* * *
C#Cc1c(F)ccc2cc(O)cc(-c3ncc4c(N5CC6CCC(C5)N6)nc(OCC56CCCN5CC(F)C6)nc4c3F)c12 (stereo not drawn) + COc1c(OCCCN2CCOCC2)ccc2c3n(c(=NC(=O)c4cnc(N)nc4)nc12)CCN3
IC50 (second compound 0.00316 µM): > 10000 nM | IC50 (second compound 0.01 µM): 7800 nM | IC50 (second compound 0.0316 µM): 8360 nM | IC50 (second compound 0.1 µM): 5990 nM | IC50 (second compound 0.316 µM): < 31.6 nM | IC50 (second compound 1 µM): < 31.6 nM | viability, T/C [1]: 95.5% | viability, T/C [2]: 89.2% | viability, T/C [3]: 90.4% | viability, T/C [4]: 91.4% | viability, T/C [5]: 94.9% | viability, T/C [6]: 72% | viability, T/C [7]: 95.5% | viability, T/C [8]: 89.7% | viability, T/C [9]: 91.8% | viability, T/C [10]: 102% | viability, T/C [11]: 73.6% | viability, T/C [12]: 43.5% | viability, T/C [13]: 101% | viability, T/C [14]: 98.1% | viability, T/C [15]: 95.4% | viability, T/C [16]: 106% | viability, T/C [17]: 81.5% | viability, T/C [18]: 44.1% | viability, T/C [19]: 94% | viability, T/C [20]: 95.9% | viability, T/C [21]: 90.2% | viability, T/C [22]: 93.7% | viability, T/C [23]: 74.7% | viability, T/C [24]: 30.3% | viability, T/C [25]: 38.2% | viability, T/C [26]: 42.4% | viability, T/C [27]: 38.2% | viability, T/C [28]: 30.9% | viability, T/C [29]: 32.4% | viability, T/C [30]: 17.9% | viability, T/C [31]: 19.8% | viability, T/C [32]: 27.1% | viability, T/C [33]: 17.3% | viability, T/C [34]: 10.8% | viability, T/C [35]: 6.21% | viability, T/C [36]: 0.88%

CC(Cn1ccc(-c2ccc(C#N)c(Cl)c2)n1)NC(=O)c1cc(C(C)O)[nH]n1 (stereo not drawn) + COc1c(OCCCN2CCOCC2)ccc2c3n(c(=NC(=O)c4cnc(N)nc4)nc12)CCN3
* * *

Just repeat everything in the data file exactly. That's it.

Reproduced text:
C#Cc1c(F)ccc2cc(O)cc(-c3ncc4c(N5CC6CCC(C5)N6)nc(OCC56CCCN5CC(F)C6)nc4c3F)c12 (stereo not drawn) + COc1c(OCCCN2CCOCC2)ccc2c3n(c(=NC(=O)c4cnc(N)nc4)nc12)CCN3
IC50 (second compound 0.00316 µM): > 10000 nM | IC50 (second compound 0.01 µM): 7800 nM | IC50 (second compound 0.0316 µM): 8360 nM | IC50 (second compound 0.1 µM): 5990 nM | IC50 (second compound 0.316 µM): < 31.6 nM | IC50 (second compound 1 µM): < 31.6 nM | viability, T/C [1]: 95.5% | viability, T/C [2]: 89.2% | viability, T/C [3]: 90.4% | viability, T/C [4]: 91.4% | viability, T/C [5]: 94.9% | viability, T/C [6]: 72% | viability, T/C [7]: 95.5% | viability, T/C [8]: 89.7% | viability, T/C [9]: 91.8% | viability, T/C [10]: 102% | viability, T/C [11]: 73.6% | viability, T/C [12]: 43.5% | viability, T/C [13]: 101% | viability, T/C [14]: 98.1% | viability, T/C [15]: 95.4% | viability, T/C [16]: 106% | viability, T/C [17]: 81.5% | viability, T/C [18]: 44.1% | viability, T/C [19]: 94% | viability, T/C [20]: 95.9% | viability, T/C [21]: 90.2% | viability, T/C [22]: 93.7% | viability, T/C [23]: 74.7% | viability, T/C [24]: 30.3% | viability, T/C [25]: 38.2% | viability, T/C [26]: 42.4% | viability, T/C [27]: 38.2% | viability, T/C [28]: 30.9% | viability, T/C [29]: 32.4% | viability, T/C [30]: 17.9% | viability, T/C [31]: 19.8% | viability, T/C [32]: 27.1% | viability, T/C [33]: 17.3% | viability, T/C [34]: 10.8% | viability, T/C [35]: 6.21% | viability, T/C [36]: 0.88%

CC(Cn1ccc(-c2ccc(C#N)c(Cl)c2)n1)NC(=O)c1cc(C(C)O)[nH]n1 (stereo not drawn) + COc1c(OCCCN2CCOCC2)ccc2c3n(c(=NC(=O)c4cnc(N)nc4)nc12)CCN3